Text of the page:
Where the rest of the Christian world observes All Souls' Day and All Saints' Day with solemn masses and quiet visits to cemeteries, Mexico does it a bit differently. The country's famous Los Dias de Los Muertos ('The Days of the Dead') is a remnant of pre-colonial days when ancestors would be remembered with a festival that was decidedly high-spirited- with sacrifices, feasts and impressive ceremonies being part of the celebrations. With the coming of the Spanish, this was merged with the Catholic All Souls' Day and All Saints' Day observances- and the result was the 'Days of the Dead'.
Preparations for Los Dias de Los Muertos begin weeks in advance, with special altars being set up all over. Families buy commemorative items- paper skulls, plastic skeletons, paper lanterns, and other spooky stuff, all of it centering around the theme of the dead. As in many other festivals, food is an integral part of the celebrations, and it too tends to be fairly eerie: white chocolate skeletons and marzipan coffins are just part of the bonanza!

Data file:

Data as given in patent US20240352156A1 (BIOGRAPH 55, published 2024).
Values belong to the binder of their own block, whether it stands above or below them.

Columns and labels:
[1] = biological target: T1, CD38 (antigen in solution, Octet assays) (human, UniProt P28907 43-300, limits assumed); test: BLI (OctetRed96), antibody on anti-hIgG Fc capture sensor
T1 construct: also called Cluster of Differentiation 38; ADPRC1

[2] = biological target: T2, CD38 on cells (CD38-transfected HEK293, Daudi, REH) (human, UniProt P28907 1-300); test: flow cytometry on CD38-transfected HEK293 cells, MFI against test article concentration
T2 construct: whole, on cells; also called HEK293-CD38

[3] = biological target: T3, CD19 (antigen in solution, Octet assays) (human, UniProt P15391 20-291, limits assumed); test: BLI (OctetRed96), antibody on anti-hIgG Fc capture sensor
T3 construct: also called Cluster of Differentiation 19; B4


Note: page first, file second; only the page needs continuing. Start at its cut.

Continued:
In many parts of Mexico the festival is divided into two distinct parts: November 1 is devoted to the remembrance of dead children, a rather touching occasion; the second day, November 2, is the more festive day, marked by street festivals and parades. The festivities, instead of being a mockery of death as many would believe, is actually a way of expressing affection for the dead- an invitation for them (so to say) to party as they did during their lifetime. It's an exuberant, yet emotional, reunion with those who've passed on- and a celebration, in some ways, of the intricate relationship between life and death.